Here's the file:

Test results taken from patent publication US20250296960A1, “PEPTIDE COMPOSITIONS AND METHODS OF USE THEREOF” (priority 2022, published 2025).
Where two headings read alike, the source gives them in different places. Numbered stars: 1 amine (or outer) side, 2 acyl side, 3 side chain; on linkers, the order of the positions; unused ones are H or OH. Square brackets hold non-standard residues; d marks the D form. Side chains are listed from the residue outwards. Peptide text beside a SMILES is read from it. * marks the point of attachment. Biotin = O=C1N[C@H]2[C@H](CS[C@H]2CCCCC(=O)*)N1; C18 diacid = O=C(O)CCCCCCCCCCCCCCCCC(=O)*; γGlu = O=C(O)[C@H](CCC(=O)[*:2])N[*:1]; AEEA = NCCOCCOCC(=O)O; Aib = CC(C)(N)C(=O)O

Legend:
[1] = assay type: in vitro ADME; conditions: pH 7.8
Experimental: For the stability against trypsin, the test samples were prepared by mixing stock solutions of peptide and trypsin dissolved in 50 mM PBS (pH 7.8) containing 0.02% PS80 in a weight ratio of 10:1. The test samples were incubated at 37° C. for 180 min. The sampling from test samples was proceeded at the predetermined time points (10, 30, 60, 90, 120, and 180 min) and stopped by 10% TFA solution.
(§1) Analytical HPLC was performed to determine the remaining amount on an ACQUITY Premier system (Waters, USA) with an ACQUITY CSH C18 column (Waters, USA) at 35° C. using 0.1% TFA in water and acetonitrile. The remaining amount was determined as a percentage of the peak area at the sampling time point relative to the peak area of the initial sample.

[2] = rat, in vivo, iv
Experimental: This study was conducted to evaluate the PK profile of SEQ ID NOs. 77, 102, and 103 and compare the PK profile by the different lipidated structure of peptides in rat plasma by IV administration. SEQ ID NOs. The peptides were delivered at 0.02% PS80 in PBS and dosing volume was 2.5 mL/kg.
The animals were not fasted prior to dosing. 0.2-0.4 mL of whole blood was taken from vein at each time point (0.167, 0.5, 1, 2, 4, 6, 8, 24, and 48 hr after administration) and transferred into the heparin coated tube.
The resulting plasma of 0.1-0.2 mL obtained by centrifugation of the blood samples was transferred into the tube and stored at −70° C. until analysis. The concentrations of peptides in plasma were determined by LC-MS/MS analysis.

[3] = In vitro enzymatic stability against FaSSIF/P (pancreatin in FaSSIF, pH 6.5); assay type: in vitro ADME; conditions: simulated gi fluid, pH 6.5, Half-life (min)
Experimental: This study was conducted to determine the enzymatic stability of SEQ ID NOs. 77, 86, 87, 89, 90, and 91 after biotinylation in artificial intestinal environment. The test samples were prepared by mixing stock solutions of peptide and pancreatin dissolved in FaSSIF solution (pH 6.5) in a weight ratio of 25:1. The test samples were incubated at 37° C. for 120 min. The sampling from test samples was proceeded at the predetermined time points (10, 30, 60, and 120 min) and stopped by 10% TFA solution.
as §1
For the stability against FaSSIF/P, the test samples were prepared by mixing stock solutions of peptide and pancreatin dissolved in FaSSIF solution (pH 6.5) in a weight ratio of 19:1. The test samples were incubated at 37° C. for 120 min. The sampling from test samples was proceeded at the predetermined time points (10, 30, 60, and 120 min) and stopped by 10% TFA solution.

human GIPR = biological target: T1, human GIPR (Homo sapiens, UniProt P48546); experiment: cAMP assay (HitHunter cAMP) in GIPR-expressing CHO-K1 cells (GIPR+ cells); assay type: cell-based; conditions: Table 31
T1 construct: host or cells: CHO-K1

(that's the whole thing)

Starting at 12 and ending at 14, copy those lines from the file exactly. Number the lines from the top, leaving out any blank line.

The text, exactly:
Experimental: This study was conducted to determine the enzymatic stability of SEQ ID NOs. 77, 86, 87, 89, 90, and 91 after biotinylation in artificial intestinal environment. The test samples were prepared by mixing stock solutions of peptide and pancreatin dissolved in FaSSIF solution (pH 6.5) in a weight ratio of 25:1. The test samples were incubated at 37° C. for 120 min. The sampling from test samples was proceeded at the predetermined time points (10, 30, 60, and 120 min) and stopped by 10% TFA solution.
as §1
For the stability against FaSSIF/P, the test samples were prepared by mixing stock solutions of peptide and pancreatin dissolved in FaSSIF solution (pH 6.5) in a weight ratio of 19:1. The test samples were incubated at 37° C. for 120 min. The sampling from test samples was proceeded at the predetermined time points (10, 30, 60, and 120 min) and stopped by 10% TFA solution.